May 5 2016, 15:19 PM
We have a big decision to make about the future of the Mactaquac Generating Station. The station is nearing the end of its life, and NB Power is considering what to do next. Whatever is decided will have a big impact on the environment and the people who live and work near the station. That’s why NB Power is working with experts and the public to find out what those impacts might be, and how to lessen them.
Under the guidance of top scientists, the Mactaquac Aquatic Ecosystem Study (MAES) examines the Saint John River above, around and below the dam at Mactaquac Generating Station to support NB Power with science-based information.
Dr. Allen Curry, Science Director at the Canadian Rivers Institute, points out some key aspects about the project in this week’s blog post.
What is the Mactaquac Aquatic Ecosystem Study?
It’s a multi-year project and the first in-depth study of its kind of the Saint John River and unique in this sense among studies of large Canadian rivers. It’s divided into three phases: Phase 1 (now until 2017), Phase 2 (during the Environmental Impact Assessment [link to CER blog] and followed work at the station) and Phase 3: (after construction or drawdown.)
Our university-based team includes professional scientists and engineers from different disciplines including biology, geology and engineering, field and computer technicians, and more than 50 students. We are presently working on more than 30 different studies that examine the whole river ecosystem, fish passage and environmental flow in the Saint John River.
What is the goal of the MAES?
The goal of Phase 1 of MAES is to establish a thorough characterization of the river and headpond to improve our understanding of the ecosystem in these areas and to use various models to predict changes to the ecosystem under each of the options. This information will be used to inform NB Power and to support our own scientific research.
How large is the study area compared to the river?
The Mactaquac Aquatic Ecosystem Study area stretches from the Tobique River headwaters to the estuary in Saint John, though some of the projects focus on study areas that are smaller and more focused on a particular issue.
What exactly are you looking at when you look at the river as a whole?
Our reason for undertaking a whole river ecosystem study is to attempt to understand, to the best of our ability, the full extent of how the MGS has affected the ecosystem of the SJR to date and to predict the likely changes of the options on the whole river ecosystem. This is different than the typical approach of limiting the study to smaller sections of a river as is commonly done due to the time and financial constraints of collecting sufficient data over large areas. The whole river ecosystem approach also attempts to bring together biological and ecological information, like fish and plant communities, with physical and chemical information like water and sediment quality and river flows in such a way that the information can be considered together when characterizing the river ecosystem and making predictions about its future.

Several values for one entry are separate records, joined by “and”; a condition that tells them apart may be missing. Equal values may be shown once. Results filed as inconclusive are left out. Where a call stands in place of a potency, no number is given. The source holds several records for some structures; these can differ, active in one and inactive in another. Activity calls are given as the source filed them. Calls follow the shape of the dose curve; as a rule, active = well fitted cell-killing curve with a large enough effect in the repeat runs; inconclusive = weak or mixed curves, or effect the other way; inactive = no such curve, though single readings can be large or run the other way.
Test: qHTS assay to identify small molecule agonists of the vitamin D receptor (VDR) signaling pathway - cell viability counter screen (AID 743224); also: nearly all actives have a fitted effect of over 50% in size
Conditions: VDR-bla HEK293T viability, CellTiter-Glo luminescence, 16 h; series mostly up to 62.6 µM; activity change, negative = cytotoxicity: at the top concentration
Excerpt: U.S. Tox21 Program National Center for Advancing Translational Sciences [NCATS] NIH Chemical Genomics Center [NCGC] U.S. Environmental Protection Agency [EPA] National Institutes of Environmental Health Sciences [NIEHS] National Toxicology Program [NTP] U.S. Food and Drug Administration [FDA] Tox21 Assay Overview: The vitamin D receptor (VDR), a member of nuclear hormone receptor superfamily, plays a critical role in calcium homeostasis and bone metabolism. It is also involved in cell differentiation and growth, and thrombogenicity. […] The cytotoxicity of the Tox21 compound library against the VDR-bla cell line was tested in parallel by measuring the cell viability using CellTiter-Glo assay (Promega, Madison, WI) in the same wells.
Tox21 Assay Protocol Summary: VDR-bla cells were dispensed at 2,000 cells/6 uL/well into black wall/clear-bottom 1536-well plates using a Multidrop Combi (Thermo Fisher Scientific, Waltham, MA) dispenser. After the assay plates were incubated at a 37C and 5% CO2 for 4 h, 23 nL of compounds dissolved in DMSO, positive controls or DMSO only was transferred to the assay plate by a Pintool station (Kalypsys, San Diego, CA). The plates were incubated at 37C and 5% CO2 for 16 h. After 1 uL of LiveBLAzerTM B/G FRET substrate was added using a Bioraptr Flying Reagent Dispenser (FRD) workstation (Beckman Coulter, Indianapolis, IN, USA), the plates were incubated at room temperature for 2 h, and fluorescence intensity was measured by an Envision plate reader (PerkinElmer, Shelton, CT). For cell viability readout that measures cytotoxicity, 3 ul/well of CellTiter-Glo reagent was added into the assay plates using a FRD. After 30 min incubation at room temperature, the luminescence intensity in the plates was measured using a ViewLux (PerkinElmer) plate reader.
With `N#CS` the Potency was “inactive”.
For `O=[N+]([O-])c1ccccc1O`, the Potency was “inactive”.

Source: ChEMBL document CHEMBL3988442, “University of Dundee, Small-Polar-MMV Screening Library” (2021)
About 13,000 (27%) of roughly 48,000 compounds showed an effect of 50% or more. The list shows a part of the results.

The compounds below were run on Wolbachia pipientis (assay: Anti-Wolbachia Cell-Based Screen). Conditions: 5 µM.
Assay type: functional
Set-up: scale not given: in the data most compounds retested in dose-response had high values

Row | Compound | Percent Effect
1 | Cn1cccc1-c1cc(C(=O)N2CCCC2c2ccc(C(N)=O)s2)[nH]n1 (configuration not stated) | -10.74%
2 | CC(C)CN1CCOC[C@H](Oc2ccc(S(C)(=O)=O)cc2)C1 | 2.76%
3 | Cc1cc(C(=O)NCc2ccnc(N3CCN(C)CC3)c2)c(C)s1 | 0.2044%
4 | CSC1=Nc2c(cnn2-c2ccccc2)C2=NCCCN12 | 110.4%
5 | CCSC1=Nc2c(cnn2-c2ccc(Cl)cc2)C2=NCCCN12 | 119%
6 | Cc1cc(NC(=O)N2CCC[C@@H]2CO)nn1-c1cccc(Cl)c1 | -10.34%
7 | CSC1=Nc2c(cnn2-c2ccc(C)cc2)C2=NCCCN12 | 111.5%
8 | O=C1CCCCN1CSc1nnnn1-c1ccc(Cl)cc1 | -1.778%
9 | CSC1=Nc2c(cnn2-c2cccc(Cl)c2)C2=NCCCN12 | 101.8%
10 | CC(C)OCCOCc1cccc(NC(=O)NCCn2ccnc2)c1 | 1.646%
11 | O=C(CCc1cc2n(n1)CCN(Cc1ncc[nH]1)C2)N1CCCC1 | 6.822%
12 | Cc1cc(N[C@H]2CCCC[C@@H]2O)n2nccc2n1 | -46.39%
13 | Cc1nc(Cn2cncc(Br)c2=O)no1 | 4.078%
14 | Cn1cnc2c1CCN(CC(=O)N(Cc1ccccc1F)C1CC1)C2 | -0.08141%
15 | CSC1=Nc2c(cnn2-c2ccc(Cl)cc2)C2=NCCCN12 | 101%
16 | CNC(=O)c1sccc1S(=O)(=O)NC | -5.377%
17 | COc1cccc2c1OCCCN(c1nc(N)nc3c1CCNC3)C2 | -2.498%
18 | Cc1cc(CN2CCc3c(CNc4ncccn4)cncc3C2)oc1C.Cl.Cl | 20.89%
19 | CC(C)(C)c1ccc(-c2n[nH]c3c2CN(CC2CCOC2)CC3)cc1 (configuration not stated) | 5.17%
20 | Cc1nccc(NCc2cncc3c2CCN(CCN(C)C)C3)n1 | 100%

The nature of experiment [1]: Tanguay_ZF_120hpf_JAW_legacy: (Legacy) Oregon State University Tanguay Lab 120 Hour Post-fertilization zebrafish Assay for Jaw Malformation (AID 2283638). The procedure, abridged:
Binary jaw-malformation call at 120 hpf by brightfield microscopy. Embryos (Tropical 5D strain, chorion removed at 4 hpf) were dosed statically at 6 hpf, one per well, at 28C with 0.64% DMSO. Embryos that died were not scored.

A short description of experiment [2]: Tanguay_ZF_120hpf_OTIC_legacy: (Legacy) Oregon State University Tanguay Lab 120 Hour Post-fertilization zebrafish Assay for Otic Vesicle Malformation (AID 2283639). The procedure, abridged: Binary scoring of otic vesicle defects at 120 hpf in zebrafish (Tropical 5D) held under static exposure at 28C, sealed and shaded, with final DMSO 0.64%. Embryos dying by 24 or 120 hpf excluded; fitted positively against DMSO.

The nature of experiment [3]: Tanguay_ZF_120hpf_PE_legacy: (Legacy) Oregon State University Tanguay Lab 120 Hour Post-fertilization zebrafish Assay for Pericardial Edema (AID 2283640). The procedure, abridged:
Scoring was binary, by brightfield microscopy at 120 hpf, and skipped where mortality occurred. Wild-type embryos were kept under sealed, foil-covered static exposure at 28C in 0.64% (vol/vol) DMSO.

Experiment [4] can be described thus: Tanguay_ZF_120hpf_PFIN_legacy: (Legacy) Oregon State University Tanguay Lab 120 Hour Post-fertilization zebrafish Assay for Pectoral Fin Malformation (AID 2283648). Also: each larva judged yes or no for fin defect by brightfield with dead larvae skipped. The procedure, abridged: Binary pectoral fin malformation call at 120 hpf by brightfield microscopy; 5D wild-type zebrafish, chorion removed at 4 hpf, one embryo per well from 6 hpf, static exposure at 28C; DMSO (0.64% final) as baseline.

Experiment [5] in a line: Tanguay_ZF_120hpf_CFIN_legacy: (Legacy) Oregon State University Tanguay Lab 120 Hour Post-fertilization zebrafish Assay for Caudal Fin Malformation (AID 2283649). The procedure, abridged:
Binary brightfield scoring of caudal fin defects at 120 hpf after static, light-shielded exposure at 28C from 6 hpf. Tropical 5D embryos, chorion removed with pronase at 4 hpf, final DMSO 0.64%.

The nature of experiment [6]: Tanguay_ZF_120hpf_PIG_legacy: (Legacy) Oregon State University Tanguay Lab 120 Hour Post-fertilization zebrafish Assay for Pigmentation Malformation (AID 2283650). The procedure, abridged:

Dams are infrastructures that block natural fish passage in a river. How are you studying fish passage for Mactaquac?
We have reviewed existing literature, hosted an expert workshop to discuss global views on fish passage for multiple species, and visited with other experts in areas where dams have been removed. With the data collected via fish tags [link to Austin’s blog], the team will also study individual species including the Atlantic salmon, Striped bass, Sturgeons, American eel and Muskellunge. For example, our study of Atlantic salmon looks at all life stages of migration (adults upstream and downstream, and smolts downstream) and considers not just the dam as a potential barrier to passage, but also the large and lake-like headpond.
Why is the Mactaquac Aquatic Ecosystem Study so important?
The Saint John River flows 673 kilometers from the woods of northern Maine into the Bay of Fundy in New Brunswick. It is the second longest river in eastern North America and supports the greatest diversity of aquatic plants and animals in eastern Canada, including 15 at-risk species.
Our collective understanding of how dams affect river ecosystems has improved greatly since the original construction of the dam. There is an opportunity with the Mactaquac Project to reverse some of the adverse changes that have occurred during the time since its construction through the removal of the dam, or to improve the design and operation of a new dam such that the whole-river ecosystem is improved compared to the present. Such opportunities should not be taken lightly, or done without sufficient consideration of the best data using state-of-the-art science and engineering methods and models. We believe that MAES is vital to NB Power making a well-informed decision that provides maximum benefit to the state of the Saint John River ecosystem and that this will in turn be a benefit to all who live within its vast watershed.